After turning down a number of offers to return to office when his step-brother became prime minister, Dartmouth finally gave in to Lord North's entreaties in August 1772 when he accepted the post of Secretary of State for the Colonies. The main questions facing him were how to respond to the burning of the revenue ship Gaspée by a group of dissident — and unknown — Rhode Islanders in June 1772, protests from Massachusetts over removing payment of the salaries of the governor and judges from their control, the accelerating expansion of frontier settlements, and the prospect of creating a workable government for French Catholic Quebec. The Gaspée Affair proved the most difficult problem on his list, following a report that recommended a commission of inquiry be appointed to investigate the matter and, if necessary, send the culprits to England for trial. Dartmouth disagreed, believing that the trials should be held in Rhode Island. The commission failed to identify any suspects, which rendered moot the practical question of whether to transport them. But the constitutional principle caused an even greater problem when news of the commission's authority reached Williamsburg while the House of Burgesses was in session. Leading radicals such as Patrick Henry, Richard Henry Lee, and Thomas Jefferson saw in the move an attack on one of the bulwarks of British liberty - the right to a trial by a jury from the accused's neighborhood. They consequently established the first committee of correspondence to promote communication among the colonies. Virginia's governor, Lord Dunmore, reported to Dartmouth that the creation of the committee merely showed "a little ill humour in the House of Burgesses" and "thought them so insignificant" that he "took no manner of notice of them." Dartmouth saw things quite differently, informing the King that the step was "of a very extraordinary nature" and "a measure of a most dangerous tendency and effect."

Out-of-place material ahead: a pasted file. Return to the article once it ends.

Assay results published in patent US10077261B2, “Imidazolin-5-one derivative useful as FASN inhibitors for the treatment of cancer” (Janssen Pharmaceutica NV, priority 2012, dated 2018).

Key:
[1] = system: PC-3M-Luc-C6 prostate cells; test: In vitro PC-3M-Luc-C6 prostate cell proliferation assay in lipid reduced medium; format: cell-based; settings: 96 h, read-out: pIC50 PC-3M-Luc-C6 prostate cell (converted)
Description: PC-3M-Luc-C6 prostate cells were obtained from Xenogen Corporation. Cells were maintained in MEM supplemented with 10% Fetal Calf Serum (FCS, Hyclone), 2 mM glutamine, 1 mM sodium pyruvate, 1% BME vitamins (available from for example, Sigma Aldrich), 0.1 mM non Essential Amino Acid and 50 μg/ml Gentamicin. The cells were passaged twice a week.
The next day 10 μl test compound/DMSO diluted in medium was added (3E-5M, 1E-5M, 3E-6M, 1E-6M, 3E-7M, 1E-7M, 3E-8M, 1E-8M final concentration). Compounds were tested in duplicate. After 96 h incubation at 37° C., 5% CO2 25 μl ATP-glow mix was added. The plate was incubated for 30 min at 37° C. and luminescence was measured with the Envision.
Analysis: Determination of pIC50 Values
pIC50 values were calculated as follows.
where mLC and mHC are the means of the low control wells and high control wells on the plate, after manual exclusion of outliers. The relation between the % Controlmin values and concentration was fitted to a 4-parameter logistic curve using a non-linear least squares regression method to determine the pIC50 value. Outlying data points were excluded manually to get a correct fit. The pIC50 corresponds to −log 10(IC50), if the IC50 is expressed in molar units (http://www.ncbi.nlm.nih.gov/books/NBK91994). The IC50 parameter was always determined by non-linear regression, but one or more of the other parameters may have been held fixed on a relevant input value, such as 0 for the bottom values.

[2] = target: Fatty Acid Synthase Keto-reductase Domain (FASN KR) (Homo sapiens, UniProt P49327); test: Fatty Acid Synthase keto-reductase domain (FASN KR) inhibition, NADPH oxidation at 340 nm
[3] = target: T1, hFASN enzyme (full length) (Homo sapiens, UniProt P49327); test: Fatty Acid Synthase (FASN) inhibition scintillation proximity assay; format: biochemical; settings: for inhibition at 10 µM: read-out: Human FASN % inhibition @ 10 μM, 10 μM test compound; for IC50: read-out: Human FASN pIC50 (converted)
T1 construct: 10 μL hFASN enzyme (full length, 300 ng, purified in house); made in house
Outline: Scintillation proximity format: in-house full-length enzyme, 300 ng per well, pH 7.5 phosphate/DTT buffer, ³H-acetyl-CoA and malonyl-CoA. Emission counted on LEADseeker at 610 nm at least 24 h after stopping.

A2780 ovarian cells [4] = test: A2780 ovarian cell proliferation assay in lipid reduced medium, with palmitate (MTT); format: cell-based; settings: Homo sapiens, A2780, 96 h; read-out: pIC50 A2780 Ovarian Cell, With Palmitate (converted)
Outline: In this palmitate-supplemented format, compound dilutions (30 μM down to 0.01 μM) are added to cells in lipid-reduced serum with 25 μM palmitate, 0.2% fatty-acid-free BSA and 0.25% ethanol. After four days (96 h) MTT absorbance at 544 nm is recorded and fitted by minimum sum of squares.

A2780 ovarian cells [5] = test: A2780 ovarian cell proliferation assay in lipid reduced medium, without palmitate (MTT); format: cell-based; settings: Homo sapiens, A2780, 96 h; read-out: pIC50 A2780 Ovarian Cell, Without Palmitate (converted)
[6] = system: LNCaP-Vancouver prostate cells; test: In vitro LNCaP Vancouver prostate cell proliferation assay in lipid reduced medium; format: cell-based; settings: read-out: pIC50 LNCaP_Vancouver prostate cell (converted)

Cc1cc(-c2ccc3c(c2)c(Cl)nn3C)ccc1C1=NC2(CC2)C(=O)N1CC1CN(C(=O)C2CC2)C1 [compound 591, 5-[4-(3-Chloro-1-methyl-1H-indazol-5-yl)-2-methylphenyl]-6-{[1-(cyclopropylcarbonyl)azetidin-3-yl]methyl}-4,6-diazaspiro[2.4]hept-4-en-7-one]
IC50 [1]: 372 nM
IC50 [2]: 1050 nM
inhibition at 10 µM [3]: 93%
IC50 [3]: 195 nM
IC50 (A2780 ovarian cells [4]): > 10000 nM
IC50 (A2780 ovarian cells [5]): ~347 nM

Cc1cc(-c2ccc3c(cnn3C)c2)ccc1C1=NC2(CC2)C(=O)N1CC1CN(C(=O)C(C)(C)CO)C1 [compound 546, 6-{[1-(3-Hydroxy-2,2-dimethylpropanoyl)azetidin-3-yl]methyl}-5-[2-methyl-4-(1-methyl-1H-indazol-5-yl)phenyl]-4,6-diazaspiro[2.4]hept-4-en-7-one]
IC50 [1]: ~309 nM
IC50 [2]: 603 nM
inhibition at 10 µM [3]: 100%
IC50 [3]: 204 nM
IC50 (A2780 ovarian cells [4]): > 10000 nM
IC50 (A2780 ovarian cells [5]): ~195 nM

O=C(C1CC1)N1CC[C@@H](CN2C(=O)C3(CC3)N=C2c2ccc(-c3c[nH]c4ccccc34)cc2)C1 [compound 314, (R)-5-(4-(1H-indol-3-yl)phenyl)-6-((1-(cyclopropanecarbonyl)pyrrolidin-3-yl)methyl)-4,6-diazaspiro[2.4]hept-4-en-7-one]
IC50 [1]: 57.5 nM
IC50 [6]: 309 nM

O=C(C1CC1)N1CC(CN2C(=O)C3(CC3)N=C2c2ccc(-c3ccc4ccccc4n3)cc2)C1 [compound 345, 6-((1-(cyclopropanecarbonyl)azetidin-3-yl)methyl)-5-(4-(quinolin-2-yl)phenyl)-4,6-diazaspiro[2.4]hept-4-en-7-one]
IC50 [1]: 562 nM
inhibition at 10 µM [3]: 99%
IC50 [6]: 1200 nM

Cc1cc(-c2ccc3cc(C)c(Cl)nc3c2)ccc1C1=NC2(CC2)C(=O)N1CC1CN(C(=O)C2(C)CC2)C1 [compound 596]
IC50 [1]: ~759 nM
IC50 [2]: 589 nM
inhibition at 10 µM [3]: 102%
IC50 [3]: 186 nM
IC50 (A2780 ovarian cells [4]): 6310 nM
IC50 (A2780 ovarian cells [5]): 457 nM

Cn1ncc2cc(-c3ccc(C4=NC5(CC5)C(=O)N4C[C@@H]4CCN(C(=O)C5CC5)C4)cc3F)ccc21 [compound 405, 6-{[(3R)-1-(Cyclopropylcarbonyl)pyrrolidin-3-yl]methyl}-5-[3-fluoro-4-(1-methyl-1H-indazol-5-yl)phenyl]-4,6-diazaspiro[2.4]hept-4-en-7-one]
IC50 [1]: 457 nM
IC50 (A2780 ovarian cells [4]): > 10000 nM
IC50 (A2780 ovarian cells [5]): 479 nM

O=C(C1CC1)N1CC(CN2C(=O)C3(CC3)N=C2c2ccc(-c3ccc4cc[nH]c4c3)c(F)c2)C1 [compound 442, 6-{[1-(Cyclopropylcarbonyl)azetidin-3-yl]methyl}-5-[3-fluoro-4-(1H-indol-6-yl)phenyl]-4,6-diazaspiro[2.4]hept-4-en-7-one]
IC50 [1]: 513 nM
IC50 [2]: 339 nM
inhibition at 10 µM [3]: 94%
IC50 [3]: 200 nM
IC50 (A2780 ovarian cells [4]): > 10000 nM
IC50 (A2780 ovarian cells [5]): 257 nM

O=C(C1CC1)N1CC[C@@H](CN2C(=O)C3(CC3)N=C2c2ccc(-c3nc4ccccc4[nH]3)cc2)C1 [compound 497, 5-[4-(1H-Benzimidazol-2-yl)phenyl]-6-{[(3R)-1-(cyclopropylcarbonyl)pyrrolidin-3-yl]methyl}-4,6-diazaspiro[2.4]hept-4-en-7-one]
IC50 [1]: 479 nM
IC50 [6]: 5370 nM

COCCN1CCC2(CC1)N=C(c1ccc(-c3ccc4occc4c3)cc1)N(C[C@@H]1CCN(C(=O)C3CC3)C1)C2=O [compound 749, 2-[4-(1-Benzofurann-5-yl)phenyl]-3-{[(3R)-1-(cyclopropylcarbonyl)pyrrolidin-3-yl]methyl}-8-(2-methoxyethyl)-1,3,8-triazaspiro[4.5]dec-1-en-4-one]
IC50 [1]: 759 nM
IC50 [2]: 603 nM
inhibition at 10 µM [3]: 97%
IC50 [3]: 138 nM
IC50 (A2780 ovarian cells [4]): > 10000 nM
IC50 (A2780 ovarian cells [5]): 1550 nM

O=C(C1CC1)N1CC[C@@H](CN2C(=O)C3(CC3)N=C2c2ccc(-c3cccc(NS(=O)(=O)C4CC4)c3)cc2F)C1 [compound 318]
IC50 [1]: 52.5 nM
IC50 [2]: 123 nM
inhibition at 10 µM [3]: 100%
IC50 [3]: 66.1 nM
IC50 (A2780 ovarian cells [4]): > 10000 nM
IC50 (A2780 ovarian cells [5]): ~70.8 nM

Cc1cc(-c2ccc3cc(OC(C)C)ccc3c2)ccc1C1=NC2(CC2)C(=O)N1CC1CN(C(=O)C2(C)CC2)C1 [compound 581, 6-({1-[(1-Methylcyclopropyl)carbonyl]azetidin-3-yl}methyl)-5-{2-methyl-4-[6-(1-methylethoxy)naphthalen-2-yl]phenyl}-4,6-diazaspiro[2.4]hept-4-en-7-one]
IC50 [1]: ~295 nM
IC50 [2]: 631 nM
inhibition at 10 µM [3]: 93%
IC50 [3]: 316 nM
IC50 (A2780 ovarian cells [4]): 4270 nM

All of the challenges facing Dartmouth in 1773 paled in comparison to the storm that was created when news of the Boston Tea Party reached him at the end of January 1774. Dartmouth was astonished and bewildered by the unreasonable actions of the Bostonians. He wrote in March that "in the present madness of the people there is no answering for events." North and his cabinet colleagues agreed that coercive measures must be taken but Dartmouth did not wish to go so far as to put accommodation out of reach. He initially hoped, along with his step-brother, that the destruction could be handled as a criminal matter, without involving Parliament in the constitutional questions at stake. The crown's attorneys found that punishing the Bostonians was beyond the authority of the executive, which gave North and Dartmouth little choice but to put the whole matter into the hands of Parliament. Dartmouth hoped that a limited legislative approach that isolated Massachusetts would be sufficient to bring the rest of the colonies to their senses and so he supported the Coercive Acts. That hope was largely dashed in the summer of 1774 when he learned that the Virginia House of Burgesses had not only adopted a day of fasting, humiliation, and prayer to protest the closure of Boston's port, but had gone on to call for a continental congress to meet to coordinate American opposition to Britain. He wrote to Lord Dunmore on July 6 that "There was reason to hope from appearances in the other colonies that the extravagant proposition of the people of Boston would have been everywhere disregarded," but "the extraordinary conduct of the Burgesses of Virginia" was likely to "become (as it had already become in other instances) an example to the other colonies."